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Jayanta Das-vs-State Of West Bengal on 7 May, 2007

Calcutta High Court Jayanta Das-vs-State Of West Bengal on 7 May, 2007
Equivalent citations:2007 (4) CHN 432, 2007 CriLJ 2841
Author: A K Basu
Bench: A K Basu, K Mukherjee

JUDGMENT

Alok Kumar Basu, J.

1. Appellant Jayanta Das preferred this appeal challenging the judgment and order of the learned Additional Sessions Judge, 5th Court in the erstwhile district of Midnapore passed in connection with Sessions Trial No. VIII/July/1995.

2. Jayanta Das being charged under Sections 498A, 302 and 201 of the Indian Penal Code was ultimately convicted by the learned trial Judge under Sections 498A and 306 of the Indian Penal Code and he was sentenced to suffer rigorous imprisonment for three years and to pay a fine of Rs. 5,000/- in default to suffer rigorous imprisonment for six months for the offence under Section 498A of the IPC and he was also sentenced to suffer rigorous imprisonment for eight years and to pay a fine of Rs. 10,000/- in default to suffer rigorous imprisonment for two years more for the offence under Section 306 of the IPC.

3. The learned Judge also directed to pay the entire fine amount, if realized, to Puti, the minor daughter of the deceased.

4. Jayanta Das by preferring this appeal challenged both his conviction and sentence as mentioned above.

5. The prosecution case in brief was that Jayanta Das married one Bijali, daughter of Ananta Bag of village Uttar-Kalinagar under P.S. Sutahati and out of the said wedlock, one daughter Puti was born. Jayanta Das subsequently deserted Bijali and started living with another lady Laxmi by name.

6. At the intervention of the relatives of Bijali and her neighbours, Jayanta was forced to give some money month by month for maintenance of Bijali and her daughter. Jayanta, however, did not keep his promise and often he came to Bijali and used to assault her.

7. It was the prosecution allegation that on 10th May, 1988 in the midnight Jayanta came to Bijali and killed her by strangulation and thereafter tying a rope around the neck of Bijali he hanged Bijali with a neem tree by the side of a pond near his house. It was disclosed in the FIR that Madan Das, younger brother of Jayanta found Jayanta to leave the place after committing murder of Bijali.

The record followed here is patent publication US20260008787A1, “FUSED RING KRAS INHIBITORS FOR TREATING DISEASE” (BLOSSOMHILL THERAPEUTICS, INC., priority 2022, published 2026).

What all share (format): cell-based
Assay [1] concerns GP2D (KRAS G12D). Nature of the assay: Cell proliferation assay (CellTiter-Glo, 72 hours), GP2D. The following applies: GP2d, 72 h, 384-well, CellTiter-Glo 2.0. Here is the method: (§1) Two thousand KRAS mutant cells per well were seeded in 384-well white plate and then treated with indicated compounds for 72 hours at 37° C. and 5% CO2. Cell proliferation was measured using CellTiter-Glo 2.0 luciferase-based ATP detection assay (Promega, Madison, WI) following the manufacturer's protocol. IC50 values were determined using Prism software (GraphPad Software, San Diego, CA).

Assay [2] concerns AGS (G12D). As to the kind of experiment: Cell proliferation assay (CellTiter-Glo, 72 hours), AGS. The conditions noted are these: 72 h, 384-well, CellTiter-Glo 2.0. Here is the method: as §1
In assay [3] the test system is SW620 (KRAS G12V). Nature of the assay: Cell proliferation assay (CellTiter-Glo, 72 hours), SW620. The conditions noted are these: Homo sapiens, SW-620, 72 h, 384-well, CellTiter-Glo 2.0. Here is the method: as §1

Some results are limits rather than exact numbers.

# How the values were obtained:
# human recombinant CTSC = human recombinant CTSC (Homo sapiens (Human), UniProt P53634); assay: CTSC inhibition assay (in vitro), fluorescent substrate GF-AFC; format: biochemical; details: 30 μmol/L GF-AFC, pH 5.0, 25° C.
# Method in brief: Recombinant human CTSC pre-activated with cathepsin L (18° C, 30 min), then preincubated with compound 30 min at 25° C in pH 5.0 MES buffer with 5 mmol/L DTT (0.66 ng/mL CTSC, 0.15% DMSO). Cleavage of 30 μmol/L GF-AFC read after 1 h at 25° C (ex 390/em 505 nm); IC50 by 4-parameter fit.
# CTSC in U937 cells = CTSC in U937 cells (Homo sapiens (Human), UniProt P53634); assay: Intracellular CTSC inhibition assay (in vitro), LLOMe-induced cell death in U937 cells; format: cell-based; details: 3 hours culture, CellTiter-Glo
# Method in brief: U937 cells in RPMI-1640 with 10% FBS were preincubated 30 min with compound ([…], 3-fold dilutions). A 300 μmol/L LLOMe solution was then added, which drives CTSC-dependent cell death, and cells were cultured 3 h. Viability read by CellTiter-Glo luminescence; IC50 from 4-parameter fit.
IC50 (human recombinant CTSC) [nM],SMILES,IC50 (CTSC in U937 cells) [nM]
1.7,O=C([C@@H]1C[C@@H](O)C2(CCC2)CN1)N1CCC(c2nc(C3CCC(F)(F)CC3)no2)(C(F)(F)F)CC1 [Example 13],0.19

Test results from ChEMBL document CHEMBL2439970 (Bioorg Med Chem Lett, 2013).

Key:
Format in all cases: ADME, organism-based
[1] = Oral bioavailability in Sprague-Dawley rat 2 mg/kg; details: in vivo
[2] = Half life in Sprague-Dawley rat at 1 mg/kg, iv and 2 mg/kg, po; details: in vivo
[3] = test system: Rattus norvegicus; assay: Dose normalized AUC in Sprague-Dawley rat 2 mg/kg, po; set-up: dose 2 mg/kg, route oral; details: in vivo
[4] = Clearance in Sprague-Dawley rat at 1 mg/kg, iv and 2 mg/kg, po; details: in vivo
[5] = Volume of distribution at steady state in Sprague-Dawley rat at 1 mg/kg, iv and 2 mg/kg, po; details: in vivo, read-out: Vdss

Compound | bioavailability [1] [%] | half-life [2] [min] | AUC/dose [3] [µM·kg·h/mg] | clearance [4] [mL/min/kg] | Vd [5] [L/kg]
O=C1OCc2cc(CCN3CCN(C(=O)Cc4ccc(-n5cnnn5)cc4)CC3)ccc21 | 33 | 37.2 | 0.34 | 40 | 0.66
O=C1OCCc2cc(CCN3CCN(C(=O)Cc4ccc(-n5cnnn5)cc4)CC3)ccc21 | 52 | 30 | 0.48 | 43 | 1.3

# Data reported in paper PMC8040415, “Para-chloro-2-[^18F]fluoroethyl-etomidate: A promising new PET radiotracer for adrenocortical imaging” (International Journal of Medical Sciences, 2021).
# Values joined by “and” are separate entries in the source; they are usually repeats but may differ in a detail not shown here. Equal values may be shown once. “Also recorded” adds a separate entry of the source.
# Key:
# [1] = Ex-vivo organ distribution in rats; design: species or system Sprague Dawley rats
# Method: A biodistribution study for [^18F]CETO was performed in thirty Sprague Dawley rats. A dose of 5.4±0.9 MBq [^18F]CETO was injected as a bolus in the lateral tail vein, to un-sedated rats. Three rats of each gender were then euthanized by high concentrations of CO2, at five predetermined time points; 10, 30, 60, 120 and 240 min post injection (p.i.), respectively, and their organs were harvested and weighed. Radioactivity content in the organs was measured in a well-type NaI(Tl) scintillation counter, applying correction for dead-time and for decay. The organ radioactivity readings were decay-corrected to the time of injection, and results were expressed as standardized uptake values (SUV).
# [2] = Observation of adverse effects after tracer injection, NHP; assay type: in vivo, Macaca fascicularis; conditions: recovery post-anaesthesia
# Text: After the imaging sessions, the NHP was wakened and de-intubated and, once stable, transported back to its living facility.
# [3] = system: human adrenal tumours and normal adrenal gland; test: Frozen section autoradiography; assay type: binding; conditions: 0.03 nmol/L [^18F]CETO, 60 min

8. Bablu Bag, brother of Bijali on getting information about the murder of his sister Bijali lodged a FIR on 11th May, 1988 at Sutahata P.S. and on the basis of that FIR, Sutahata P.S. started a case against Jayanta under Sections 498-A 302 and 201 of the IPC.

9. After completion of investigation, charge-sheet was submitted against Jayanta for his trial in open Court. The learned Additional Sessions Judge, on the basis of police papers and after hearing both prosecution and accused person, framed charges against Jayanta under Sections 498A, 302 and 201 of the IPC and Jayanta pleaded not guilty to the charges explained to him.

10. Prosecution, during trial, examined in all 16 witnesses including the FIR maker, brothers of Jayanta, some neighbours of the locality, the doctor who conducted post mortem examination, learned Magistrate who recorded statements of some witnesses under Section 164 of the Cr.P.C. and the investigating officer. Prosecution also produced, during trial, the original FIR, inquest report, post mortem report, seizure list, injury report of the accused, statement of witnesses recorded under Section 164 of the Cr.P.C.

11. The learned Additional Sessions Judge after considering prosecution evidence both oral and documentary and after hearing submissions of both prosecution and defence was of the view that prosecution charge under Section 302/201 of the IPC framed against the accused person was not proved in view of the post-mortem report and other circumstantial evidence, but, the learned Judge on perusal of prosecution evidence, found sufficient materials to hold Jayanta Das guilty both under Section 498A as well as under Section 306 of the IPC and the learned Judge accordingly convicted Jayanta Das and sentenced him.